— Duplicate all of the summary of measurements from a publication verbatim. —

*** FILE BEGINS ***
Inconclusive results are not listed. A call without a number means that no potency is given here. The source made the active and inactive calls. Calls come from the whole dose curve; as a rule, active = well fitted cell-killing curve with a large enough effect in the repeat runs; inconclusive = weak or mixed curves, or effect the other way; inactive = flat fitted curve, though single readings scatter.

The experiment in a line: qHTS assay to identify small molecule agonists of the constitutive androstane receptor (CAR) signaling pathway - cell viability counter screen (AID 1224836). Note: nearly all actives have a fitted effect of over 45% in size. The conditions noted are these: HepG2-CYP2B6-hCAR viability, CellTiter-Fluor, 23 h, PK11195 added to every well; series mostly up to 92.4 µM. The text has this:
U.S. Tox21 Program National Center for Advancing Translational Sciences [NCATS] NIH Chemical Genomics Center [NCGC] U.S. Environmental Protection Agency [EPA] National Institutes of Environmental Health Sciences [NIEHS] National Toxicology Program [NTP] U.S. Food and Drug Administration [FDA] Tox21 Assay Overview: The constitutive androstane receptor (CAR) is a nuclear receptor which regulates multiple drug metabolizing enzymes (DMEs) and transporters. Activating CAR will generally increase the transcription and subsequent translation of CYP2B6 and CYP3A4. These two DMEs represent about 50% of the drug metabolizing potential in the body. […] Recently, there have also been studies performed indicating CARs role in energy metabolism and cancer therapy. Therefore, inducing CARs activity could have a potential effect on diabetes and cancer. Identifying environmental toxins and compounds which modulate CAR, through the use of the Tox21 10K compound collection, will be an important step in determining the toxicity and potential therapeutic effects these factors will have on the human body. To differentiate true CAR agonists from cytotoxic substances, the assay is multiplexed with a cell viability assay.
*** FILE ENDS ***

Inconclusive results are not listed. A call without a number means that no potency is given here. The source made the active and inactive calls. Calls come from the whole dose curve; as a rule, active = well fitted cell-killing curve with a large enough effect in the repeat runs; inconclusive = weak or mixed curves, or effect the other way; inactive = flat fitted curve, though single readings scatter.

The experiment in a line: qHTS assay to identify small molecule agonists of the constitutive androstane receptor (CAR) signaling pathway - cell viability counter screen (AID 1224836). Note: nearly all actives have a fitted effect of over 45% in size. The conditions noted are these: HepG2-CYP2B6-hCAR viability, CellTiter-Fluor, 23 h, PK11195 added to every well; series mostly up to 92.4 µM. The text has this:
U.S. Tox21 Program National Center for Advancing Translational Sciences [NCATS] NIH Chemical Genomics Center [NCGC] U.S. Environmental Protection Agency [EPA] National Institutes of Environmental Health Sciences [NIEHS] National Toxicology Program [NTP] U.S. Food and Drug Administration [FDA] Tox21 Assay Overview: The constitutive androstane receptor (CAR) is a nuclear receptor which regulates multiple drug metabolizing enzymes (DMEs) and transporters. Activating CAR will generally increase the transcription and subsequent translation of CYP2B6 and CYP3A4. These two DMEs represent about 50% of the drug metabolizing potential in the body. […] Recently, there have also been studies performed indicating CARs role in energy metabolism and cancer therapy. Therefore, inducing CARs activity could have a potential effect on diabetes and cancer. Identifying environmental toxins and compounds which modulate CAR, through the use of the Tox21 10K compound collection, will be an important step in determining the toxicity and potential therapeutic effects these factors will have on the human body. To differentiate true CAR agonists from cytotoxic substances, the assay is multiplexed with a cell viability assay.